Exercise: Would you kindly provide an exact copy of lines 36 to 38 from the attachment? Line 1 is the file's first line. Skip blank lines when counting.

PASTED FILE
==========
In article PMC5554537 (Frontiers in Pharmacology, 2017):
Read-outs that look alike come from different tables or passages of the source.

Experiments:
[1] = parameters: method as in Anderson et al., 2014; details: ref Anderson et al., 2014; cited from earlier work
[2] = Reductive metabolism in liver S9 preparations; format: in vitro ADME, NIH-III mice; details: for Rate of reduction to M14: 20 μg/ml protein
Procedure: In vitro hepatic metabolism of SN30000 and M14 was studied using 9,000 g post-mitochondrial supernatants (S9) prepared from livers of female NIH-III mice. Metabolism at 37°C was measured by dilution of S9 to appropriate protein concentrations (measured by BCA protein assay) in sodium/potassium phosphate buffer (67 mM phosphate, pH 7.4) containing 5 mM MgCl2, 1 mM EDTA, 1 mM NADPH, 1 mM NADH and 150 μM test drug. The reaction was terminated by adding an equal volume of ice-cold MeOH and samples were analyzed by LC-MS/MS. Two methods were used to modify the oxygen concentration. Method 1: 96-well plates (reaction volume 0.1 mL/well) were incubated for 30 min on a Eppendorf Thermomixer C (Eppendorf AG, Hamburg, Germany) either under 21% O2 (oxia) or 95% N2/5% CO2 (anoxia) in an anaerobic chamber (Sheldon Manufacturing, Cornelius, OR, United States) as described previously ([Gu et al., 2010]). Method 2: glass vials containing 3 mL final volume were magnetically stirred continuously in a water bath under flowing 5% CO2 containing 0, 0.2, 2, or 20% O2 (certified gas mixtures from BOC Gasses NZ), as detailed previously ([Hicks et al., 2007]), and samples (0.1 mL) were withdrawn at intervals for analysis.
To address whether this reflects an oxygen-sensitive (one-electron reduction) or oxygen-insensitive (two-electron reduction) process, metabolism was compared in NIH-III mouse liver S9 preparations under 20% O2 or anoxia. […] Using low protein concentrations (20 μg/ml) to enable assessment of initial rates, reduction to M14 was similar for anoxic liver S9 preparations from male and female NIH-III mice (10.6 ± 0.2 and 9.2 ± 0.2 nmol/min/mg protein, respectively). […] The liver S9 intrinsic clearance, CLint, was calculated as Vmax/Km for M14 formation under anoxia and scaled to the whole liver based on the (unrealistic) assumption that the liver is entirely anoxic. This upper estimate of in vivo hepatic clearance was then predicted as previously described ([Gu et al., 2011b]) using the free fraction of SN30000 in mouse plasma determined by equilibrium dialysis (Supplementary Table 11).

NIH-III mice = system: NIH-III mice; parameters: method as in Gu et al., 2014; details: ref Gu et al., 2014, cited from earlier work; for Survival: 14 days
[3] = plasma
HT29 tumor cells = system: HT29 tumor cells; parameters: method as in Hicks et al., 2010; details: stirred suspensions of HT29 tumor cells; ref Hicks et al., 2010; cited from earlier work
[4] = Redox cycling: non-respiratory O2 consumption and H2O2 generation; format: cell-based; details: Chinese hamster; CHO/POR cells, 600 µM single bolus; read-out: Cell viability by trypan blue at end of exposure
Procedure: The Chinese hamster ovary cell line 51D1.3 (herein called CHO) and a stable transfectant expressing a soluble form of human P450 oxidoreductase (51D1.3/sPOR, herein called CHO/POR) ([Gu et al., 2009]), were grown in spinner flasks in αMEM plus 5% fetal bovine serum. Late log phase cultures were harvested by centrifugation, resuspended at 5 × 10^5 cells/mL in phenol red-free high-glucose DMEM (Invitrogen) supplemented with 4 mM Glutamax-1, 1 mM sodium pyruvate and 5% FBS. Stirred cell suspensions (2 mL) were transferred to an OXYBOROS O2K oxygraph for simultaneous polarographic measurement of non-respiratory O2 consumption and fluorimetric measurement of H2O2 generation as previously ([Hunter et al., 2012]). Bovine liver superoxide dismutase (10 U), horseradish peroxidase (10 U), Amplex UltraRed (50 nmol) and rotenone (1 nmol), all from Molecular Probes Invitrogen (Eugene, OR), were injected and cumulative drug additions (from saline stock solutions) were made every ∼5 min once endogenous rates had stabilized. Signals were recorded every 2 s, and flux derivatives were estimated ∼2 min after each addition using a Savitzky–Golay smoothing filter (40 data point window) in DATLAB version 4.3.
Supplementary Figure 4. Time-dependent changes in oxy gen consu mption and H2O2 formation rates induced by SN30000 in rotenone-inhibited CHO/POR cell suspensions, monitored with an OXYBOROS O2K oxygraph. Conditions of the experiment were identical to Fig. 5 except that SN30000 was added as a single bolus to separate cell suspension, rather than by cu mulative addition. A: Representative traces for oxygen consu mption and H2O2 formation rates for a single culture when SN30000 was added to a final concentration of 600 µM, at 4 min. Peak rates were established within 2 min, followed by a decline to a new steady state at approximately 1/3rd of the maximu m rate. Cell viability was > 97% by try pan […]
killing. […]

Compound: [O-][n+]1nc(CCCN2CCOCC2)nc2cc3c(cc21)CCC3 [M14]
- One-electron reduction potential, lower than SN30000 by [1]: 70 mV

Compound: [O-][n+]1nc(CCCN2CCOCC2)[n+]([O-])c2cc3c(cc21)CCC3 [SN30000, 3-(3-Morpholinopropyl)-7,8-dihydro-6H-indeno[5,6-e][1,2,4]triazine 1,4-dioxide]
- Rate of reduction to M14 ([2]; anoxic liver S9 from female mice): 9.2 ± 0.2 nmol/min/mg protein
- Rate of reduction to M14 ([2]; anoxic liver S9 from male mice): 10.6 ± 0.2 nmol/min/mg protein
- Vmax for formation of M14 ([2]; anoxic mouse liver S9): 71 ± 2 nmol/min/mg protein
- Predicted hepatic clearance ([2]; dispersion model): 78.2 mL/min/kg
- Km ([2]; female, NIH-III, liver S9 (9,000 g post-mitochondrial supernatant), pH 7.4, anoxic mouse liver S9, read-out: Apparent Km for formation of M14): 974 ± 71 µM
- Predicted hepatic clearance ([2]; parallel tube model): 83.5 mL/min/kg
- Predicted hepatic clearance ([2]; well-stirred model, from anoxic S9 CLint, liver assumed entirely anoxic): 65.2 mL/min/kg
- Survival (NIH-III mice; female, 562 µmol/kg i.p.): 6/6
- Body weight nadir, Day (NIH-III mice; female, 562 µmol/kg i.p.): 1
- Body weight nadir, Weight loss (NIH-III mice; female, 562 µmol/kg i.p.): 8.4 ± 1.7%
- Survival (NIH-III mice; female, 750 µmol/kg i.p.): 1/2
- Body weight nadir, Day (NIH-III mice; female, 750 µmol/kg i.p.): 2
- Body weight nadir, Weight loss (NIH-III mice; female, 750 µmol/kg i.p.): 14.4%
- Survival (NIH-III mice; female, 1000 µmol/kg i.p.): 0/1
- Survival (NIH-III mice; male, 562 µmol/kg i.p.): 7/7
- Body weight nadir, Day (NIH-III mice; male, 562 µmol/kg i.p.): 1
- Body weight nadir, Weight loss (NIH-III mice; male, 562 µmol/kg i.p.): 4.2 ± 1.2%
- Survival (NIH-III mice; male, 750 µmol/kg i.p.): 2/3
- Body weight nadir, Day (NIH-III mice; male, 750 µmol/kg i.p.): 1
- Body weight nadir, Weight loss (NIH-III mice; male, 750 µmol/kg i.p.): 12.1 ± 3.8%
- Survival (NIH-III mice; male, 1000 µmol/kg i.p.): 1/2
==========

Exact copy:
- Body weight nadir, Day (NIH-III mice; male, 750 µmol/kg i.p.): 1
- Body weight nadir, Weight loss (NIH-III mice; male, 750 µmol/kg i.p.): 12.1 ± 3.8%
- Survival (NIH-III mice; male, 1000 µmol/kg i.p.): 1/2